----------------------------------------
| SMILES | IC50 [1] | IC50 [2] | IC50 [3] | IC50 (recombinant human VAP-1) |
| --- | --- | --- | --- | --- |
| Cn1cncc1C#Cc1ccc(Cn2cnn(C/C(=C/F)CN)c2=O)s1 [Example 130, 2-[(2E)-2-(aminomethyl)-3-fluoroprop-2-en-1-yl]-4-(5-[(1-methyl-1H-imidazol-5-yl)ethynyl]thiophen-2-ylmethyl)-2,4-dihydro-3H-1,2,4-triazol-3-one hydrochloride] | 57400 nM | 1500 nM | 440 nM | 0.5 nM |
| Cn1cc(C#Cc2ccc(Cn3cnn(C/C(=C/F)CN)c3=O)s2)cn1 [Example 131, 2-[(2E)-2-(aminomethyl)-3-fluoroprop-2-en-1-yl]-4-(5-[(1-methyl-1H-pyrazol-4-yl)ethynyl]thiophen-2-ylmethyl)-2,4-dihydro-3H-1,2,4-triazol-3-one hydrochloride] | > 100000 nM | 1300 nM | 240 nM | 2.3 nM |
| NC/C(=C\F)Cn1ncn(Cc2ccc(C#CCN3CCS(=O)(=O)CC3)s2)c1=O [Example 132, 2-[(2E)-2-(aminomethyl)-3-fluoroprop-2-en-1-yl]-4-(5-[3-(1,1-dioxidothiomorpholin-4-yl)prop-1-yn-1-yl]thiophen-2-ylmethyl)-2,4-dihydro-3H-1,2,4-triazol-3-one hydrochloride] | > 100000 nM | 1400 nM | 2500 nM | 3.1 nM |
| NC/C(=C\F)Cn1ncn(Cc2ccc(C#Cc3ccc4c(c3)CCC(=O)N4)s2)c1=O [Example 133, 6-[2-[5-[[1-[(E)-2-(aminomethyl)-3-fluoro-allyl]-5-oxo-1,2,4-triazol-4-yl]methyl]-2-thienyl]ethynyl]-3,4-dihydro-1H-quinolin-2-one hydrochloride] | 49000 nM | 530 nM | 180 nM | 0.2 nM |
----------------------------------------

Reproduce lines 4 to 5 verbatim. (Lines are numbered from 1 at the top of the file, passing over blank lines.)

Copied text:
| Cn1cc(C#Cc2ccc(Cn3cnn(C/C(=C/F)CN)c3=O)s2)cn1 [Example 131, 2-[(2E)-2-(aminomethyl)-3-fluoroprop-2-en-1-yl]-4-(5-[(1-methyl-1H-pyrazol-4-yl)ethynyl]thiophen-2-ylmethyl)-2,4-dihydro-3H-1,2,4-triazol-3-one hydrochloride] | > 100000 nM | 1300 nM | 240 nM | 2.3 nM |
| NC/C(=C\F)Cn1ncn(Cc2ccc(C#CCN3CCS(=O)(=O)CC3)s2)c1=O [Example 132, 2-[(2E)-2-(aminomethyl)-3-fluoroprop-2-en-1-yl]-4-(5-[3-(1,1-dioxidothiomorpholin-4-yl)prop-1-yn-1-yl]thiophen-2-ylmethyl)-2,4-dihydro-3H-1,2,4-triazol-3-one hydrochloride] | > 100000 nM | 1400 nM | 2500 nM | 3.1 nM |